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Catherine McKenzie
Catherine McKenzie

The Daily Review, Thu., Feb. 4

Out of control Add to ...

The tag line is: "How far would you go to get what you always wanted?" and Kate Sandford, protagonist of Catherine McKenzie's first novel, Spin, goes so far she makes you cringe.

Kate, desperate for a job as a music reporter, is told that if she checks into an exclusive rehab facility, fakes an alcohol addiction, spies on the crack-addled, damaged movie star Amber Sheppard and writes an exposé on her for a celebrity magazine, she'll be hired to write for The Line.

The twist, however, is that Kate befriends the movie star, and, believe it or not, discovers that faking alcoholism is, in fact, easy if you actually are an alcoholic. In the long run, even though Kate rubs everyone the wrong way and throws trust and friendship and love out the window, she ends up benefiting from the experience - she helps herself.





Kate is 30 years old but pretends she is still in university in order to go to the free wine-and-cheese parties on campus. She drinks every night, usually blacking out at some point in the evening. She lives with a grumpy, do-no-wrong roommate, Joanne, whose only saving grace is that she has a wine collection Kate secretly pilfers. Kate writes bit pieces here and there for music magazines, but all she's ever wanted to do is write for The Line.

After a disastrous, still-drunk interview (including an up-chucking session in the office washroom: "I throw up again, and this time what comes out doesn't resemble anything I've ever had to eat or drink and leaves a rancid, metallic taste in my mouth"), Kate becomes determined to fix her life. She tries. A little bit.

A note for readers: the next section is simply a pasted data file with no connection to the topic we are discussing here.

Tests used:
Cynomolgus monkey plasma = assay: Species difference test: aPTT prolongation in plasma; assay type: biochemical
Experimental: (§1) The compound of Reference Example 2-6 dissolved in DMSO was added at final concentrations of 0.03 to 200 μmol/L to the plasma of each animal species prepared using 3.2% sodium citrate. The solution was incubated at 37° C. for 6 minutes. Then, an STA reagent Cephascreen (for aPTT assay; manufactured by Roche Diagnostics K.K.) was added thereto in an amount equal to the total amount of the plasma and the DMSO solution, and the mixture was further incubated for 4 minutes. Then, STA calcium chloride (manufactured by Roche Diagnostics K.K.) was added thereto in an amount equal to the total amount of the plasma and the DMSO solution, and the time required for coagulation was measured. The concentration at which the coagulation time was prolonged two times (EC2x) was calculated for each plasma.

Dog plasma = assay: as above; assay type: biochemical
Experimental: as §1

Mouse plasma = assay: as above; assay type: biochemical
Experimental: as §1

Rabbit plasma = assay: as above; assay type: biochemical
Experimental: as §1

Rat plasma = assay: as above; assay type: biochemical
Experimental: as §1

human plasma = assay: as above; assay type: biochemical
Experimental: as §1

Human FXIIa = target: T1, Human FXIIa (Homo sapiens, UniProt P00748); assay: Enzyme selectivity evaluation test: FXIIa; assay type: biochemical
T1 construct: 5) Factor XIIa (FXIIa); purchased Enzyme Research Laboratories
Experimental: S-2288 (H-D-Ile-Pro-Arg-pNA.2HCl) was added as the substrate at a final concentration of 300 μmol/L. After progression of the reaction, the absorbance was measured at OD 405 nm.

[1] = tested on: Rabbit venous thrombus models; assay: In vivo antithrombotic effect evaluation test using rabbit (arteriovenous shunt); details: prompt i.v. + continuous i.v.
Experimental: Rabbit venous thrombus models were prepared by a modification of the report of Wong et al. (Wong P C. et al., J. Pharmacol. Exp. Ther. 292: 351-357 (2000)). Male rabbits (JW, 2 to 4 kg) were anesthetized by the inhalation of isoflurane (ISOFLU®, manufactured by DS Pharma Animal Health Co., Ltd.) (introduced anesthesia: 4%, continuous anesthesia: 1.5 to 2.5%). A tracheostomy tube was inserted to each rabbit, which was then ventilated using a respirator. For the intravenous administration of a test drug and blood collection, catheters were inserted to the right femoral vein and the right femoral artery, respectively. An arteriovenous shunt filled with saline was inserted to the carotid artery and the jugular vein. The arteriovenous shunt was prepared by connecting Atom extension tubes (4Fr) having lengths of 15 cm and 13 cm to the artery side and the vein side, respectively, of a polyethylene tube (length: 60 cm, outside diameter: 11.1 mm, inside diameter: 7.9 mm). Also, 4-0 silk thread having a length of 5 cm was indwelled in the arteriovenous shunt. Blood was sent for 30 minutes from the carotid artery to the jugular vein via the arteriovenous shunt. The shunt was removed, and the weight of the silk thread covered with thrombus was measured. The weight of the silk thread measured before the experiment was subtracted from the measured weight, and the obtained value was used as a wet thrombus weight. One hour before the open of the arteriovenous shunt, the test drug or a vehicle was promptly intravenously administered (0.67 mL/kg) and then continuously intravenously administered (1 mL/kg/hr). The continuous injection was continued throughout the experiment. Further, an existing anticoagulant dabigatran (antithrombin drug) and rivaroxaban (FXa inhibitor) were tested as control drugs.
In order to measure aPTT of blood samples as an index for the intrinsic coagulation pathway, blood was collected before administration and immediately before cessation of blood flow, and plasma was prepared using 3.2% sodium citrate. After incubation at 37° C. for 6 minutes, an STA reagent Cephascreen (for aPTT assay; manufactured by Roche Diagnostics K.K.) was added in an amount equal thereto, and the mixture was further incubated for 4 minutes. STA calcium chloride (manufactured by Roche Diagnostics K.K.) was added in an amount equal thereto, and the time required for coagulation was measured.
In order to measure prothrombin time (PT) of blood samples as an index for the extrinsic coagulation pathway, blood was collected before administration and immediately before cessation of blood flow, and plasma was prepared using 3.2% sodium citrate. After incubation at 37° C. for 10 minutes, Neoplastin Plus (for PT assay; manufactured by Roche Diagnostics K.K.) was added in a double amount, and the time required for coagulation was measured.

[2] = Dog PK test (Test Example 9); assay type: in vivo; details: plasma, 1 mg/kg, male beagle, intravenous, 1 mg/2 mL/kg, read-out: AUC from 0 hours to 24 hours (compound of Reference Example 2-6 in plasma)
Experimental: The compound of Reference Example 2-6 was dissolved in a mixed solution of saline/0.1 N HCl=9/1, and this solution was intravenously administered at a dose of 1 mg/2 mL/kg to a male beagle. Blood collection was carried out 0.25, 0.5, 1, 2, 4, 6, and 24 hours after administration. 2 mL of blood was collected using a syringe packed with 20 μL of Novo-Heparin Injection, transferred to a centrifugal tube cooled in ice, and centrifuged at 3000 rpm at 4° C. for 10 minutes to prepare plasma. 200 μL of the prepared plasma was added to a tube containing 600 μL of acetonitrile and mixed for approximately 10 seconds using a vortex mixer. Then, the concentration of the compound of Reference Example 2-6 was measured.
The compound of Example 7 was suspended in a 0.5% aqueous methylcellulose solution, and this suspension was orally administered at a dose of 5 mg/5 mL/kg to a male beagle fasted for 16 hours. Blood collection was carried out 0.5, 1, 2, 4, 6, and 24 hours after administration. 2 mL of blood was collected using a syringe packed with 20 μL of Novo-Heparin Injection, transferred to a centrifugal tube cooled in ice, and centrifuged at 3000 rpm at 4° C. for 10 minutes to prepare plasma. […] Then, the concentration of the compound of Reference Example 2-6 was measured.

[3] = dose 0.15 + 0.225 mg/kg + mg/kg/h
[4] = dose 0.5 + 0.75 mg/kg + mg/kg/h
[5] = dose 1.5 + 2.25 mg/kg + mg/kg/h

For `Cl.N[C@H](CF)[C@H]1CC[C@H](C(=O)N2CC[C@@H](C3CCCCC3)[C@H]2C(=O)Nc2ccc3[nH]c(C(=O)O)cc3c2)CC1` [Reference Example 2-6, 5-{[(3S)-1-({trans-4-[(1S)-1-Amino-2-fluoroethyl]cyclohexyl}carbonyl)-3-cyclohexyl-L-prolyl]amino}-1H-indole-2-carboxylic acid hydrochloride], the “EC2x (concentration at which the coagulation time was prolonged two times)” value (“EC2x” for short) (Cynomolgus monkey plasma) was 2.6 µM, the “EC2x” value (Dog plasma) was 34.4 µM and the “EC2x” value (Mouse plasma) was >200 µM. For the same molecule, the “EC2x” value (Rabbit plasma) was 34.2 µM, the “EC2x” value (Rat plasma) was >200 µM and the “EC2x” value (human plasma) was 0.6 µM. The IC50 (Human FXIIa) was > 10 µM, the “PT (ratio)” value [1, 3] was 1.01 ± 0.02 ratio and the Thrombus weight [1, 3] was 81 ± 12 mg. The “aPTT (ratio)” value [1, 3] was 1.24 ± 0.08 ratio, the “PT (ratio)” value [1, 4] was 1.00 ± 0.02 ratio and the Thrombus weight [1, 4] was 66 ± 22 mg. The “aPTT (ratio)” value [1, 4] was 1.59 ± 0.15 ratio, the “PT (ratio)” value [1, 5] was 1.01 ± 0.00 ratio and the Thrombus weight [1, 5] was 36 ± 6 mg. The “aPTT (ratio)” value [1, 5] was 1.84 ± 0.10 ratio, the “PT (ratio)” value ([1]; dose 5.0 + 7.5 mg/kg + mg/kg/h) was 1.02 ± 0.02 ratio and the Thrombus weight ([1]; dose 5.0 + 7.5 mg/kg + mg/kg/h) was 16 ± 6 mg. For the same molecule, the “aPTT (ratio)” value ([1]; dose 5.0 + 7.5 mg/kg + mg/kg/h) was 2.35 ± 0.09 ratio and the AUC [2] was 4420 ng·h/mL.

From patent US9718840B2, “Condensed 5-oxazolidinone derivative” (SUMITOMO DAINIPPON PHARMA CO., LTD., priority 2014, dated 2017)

Spin is a compelling, fast-paced read




But when a month later The Line editors give her a call and tell her that if she writes just one article for their sister magazine, Gossip Central, they'll give her the job she wants, Kate will do anything they ask - even if it means checking herself into rehab in order to get the scoop on Amber.

Disaster follows. How can you play at having an alcohol addiction when you really are an alcoholic? Kate falls in love (Duh! Doesn't that always happen in rehab?) and she becomes BFF with Amber (to the point of supreme, back-to-the-bottle guilt when she has to finally expose the movie star) and, well, her whole life spins out of control (wait a minute - that's the title, right?).

There are bits of A Million Little Pieces in this novel - an in-depth view of what $1,000 a day rehab is like, the whole Step Program of AA ("Day Five: The First Step to Sobriety"; "Day Twenty-seven: Advanced Coping Mechanisms"), group therapy and individual therapy, a lot of soul-searching.

But where A Million Little Pieces (yes, I know that wasn't an entirely true story, but that doesn't matter here) was tortured and powerful, Spin is more about entertainment and fun. Kate is full of pop-culture allusions, some really funny ones. She knows a lot about what is going on around her: movies, music, celebrity gossip, television shows, and she plays on all of this throughout the novel giving it a nice, layered, present feel.

There are some really witty moments - when Kate steals a book from someone at the airport and when she realizes it is Hamlet, she thinks, "Well, maybe it's one of those modern retellings, like The Other Boleyn Girl. I check the author. Nope. William freaking Shakespeare. Just great. It feels thick too, like the movie Kenneth Branagh made."

Spin is a compelling, fast-paced read. It took mere hours to plow through. And that was nice for a rainy mid-January weekend.

Michelle Berry won the Enfield & Wizenty fiction prize for her novel This Book Will Not Save Your Life, to be published this fall. Her new collection of stories, I Still Don't Even Know You, will be published in April.

 

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